SWOT is an acronym for strengths, weaknesses, opportunities, and threats to a business. CarMax’s major strength was its being able to identify a niche in the way cars were being sold and how customers wanted to buy them. Its retail and management skills from Circuit City were also a major strength for CarMax. Its ability to adapt to different economic situations, growth, and expansion potential are other strengths exhibited by CarMax. Its major weakness is lack of diversification in product and the fact that its customer experience remains the same except that it is faster because of application of technology. Opportunities for CarMax lie in the fact that a lot of the used car market is untapped both within the United States and outside which it can tap by franchising. The biggest threat is the possible rise of its competitors because of information systems becoming cheaper hence making it lose its competitive edge given by its wide database.


VRIO Analysis

VRIO an acronym for Value, Rareness, Imitability, and Organization

CarMax was able to identify the niche in the used cars market and had the capability and resources to fill this gap. Its management and retail skills were its biggest resource. Shareholder investments and profitability provided the needed capital base for growth and expansion. This created value for the firm and its ability to neutralize any threats.

The used cars market is described as having a fragmented competitor base and there was no strongbox player who was successful in it.This meant that its control was in the hands of a few and CarMax was easily able to penetrate it.

CarMax was able to come up with a very unique and customer focused business model which emphasized a broad variety of popular merchandise at attractive prices, with economies of scale which it copywritted protecting itself from imitators. The company sued Republic for copyright infringement successfully and it was awarded $50 million.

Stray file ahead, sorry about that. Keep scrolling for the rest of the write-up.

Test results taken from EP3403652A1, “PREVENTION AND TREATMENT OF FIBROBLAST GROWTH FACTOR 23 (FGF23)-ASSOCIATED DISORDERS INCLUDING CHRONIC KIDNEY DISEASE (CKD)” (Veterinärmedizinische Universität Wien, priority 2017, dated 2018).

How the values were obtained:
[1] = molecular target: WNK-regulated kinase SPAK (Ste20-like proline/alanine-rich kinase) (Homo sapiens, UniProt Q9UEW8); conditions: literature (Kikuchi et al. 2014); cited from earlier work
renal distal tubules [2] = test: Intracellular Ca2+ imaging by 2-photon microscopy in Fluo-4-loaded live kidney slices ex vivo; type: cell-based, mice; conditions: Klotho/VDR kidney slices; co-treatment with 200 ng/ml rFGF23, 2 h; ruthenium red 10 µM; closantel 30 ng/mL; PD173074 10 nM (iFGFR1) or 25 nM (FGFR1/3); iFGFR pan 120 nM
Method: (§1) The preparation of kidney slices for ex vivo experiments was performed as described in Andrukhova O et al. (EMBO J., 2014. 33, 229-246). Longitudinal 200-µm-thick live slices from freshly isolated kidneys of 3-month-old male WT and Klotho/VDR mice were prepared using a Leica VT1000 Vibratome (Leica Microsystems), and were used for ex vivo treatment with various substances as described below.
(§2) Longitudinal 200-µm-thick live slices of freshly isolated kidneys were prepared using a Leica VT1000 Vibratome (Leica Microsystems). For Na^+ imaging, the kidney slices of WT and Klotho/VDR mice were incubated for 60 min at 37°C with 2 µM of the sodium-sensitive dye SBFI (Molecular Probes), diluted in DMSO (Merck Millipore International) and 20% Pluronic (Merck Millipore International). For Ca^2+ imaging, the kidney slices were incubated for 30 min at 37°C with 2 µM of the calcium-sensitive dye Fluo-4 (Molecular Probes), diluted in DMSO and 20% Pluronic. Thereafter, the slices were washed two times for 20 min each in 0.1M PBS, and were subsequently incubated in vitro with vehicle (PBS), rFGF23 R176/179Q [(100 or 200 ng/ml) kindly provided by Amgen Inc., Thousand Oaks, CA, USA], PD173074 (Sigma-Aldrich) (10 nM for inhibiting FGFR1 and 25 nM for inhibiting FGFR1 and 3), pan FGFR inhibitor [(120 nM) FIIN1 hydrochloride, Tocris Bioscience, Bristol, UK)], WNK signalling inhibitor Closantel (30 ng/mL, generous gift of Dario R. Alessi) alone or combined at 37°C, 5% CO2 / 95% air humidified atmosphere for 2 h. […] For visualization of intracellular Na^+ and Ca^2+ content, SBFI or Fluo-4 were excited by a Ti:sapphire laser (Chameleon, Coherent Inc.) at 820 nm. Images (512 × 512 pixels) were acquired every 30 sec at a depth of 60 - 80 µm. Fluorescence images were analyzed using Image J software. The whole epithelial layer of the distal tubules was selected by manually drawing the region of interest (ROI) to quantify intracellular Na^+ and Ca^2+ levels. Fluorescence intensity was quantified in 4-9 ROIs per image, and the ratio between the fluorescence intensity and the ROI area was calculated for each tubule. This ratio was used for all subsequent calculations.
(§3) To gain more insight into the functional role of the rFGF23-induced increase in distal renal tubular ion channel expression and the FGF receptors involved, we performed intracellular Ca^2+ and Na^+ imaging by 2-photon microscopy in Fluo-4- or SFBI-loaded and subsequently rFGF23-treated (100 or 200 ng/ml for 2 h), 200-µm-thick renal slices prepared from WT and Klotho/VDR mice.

CarMax’s top management had the appropriate skills and a vision that employed the best principles that enabled it to flourish in the used car market. This enabled it to expand profitably hence capture value.

SWOT Analysis

CarMax’s biggest strength is its business model coupled up with its visionary management and a big capital base that enables it to grow and expand. Its major weakness is lack of diversification both in terms of product and customer experience. Its opportunity lies in the fact that the market is still not fully serviced with room for growth and the fact that it is still fragmented with few competitors. Its biggest threat is the new digital age where information that was only available from them can now be accessed elsewhere diminishing its competitive edge.


CarMax could review its decision to stop the sale of new cars. It could use its establishment and already available outlets to negotiate for dealership deals with car manufacturers. This could include both retail and wholesale sales. It could also diversify its products by opening a spare parts department, services, and car repair department that is not just limited to its trade in customers but is open to the public.

CarMax could also franchise its business model to other businesses both within the United States and globally.

In an opinion, CarMax should apply a blend of all these remedies with due consideration of the already available resources and costs in a way that maximizes profit and its competitive edge for its growth to be sustainable. This will ensure that it retains its position as the top car seller.